Govt to Compensate 90 Farmers Affected by Thilawa SEZ
By Sanay Lin 11 June 2013
RANGOON — Burma’s government announced on Tuesday that it will compensate 90 farmers who will lose land during the development of the first phase of the Japanese-backed Thilawa Special Economic Zone, which is scheduled to start in September in Rangoon Division’s Thanlyin Township.
“We won’t offer payments to the farmers for the rest of their life, but we will offer them a fair amount so they have savings in their current situation,” said Set Aung, Deputy Minister of National Planning and Economic Development.
“We will follow the international World Bank and Japanese standards [for compensation procedures]. We already collected household data between April 4 and 26,” he told some 200 members of the affected communities during a public meeting in Rangoon Division’s Kyauktan Township.
Set Aung, who is also the acting chairman of the Thilawa SEZ project development committee, said the survey had found that 90 farming households were eligible to receive compensation as they will lose land during the first phase of Thilawa SEZ, which will cover 400 hectares of land.
“We have aerial photographs and a detailed list of the households in the Thilawa SEZ area,” he said, adding that farmers would be informed of the payment amounts in July.
Rangoon Division’s Agriculture and Cultivation Minister Soe Min added, “Farmers should not register new family members on their family registration document, and should not try to deceive officials.”
Some of the leaders of the affected communities told the meeting that they agreed with the proposed compensation measures.
“We accept the plan for the Thilawa SEZ, we have no objections, but the government should give us a fair amount of money,” said Mya Hlaing, who represents farmers from six villages in Thanlyin Township.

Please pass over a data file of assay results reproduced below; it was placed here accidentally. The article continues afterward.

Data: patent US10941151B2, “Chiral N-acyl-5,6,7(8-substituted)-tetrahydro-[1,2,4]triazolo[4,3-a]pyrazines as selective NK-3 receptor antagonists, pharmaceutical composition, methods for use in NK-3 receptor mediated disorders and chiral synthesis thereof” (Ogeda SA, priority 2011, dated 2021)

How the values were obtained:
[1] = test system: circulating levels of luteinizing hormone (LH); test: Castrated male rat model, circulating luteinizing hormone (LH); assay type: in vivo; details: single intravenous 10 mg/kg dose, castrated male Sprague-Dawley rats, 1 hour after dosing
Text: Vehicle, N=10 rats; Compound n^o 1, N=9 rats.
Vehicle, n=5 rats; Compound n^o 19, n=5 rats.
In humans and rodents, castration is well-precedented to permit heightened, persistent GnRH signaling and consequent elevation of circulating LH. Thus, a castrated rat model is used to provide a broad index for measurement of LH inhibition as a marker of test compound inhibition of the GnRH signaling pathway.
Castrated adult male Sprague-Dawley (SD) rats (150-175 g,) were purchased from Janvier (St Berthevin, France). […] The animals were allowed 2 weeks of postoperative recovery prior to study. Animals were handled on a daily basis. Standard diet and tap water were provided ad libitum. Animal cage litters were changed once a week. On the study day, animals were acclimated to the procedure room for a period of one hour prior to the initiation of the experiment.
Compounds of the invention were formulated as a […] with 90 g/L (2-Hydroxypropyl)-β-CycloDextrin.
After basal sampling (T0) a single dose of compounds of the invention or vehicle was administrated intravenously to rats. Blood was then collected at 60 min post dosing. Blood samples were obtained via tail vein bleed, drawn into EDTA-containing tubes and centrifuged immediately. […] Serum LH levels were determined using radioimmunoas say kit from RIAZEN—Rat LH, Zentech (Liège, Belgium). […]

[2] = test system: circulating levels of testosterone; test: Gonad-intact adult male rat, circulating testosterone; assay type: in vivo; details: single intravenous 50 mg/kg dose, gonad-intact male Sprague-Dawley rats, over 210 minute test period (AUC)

“If the project starts we will vacate our land,” he added, “If the project doesn’t start this year, we want to be able to cultivate our land.”
In 2012, Burma’s government began planning Thilawa SEZ, together with Japan’s government, a consortium of Japanese firms and the Union of Myanmar Federation of Chambers of Commerce and Industry.
The sprawling industrial complex, located about 25 km south of Rangoon, includes a deep sea port, Japanese factories, and large housing projects. The Burmese side owns 51 percent of the project and is responsible for developing a 2,400-hectare core zone.
The massive project is expected to drive Rangoon’s economic and urban growth in the next decades, and could generate up to 200,000 jobs when all four project phases are completed, a Burmese project developer said in May.
The Thilawa project has so far however, been marred by land disputes affecting hundreds of farmers.
The plans to develop the area first began in the 1990s under Burma’s military regime, which forced farmers to give up swathes of land with little or no compensation. The project failed to take off and farmers resumed cultivating their lands.
When plans for the zone were revamped in 2012 with Japanese support, communities were told to leave. But land prices have reportedly soared to as much as US$10,000 per hectare, and many farmers are now demanding higher compensation.
Minister Set Aung stressed that these issues would now be resolved fairly. “Please don’t compare [the land rights issues] at Thilawa with industrial zones that were constructed in the past. The Thiliwa SEZ is special and developed in accordance with international standards,” he said, adding that work had also begun on the project’s environmental impact assessment.
He said the government would not compensate farmers who would be affected by the development of the zone’s deep-sea port, as the harbor belongs to Myanmar International Terminal Thilawa, which is owned by Hong Kong-based Hutchison Port Holdings.
Although the implementation of the Thilawa project has so far been keeping pace, it could encounter further problems due to widespread land speculation in the planned second phase zone.
When Set Aung visited Thet Yer Gone, a village located in this zone, on Tuesday, he was told that businessmen had already bought up 40 hectares of local farmland, prompting the minister to remark, “Which government authority approved these land sales?”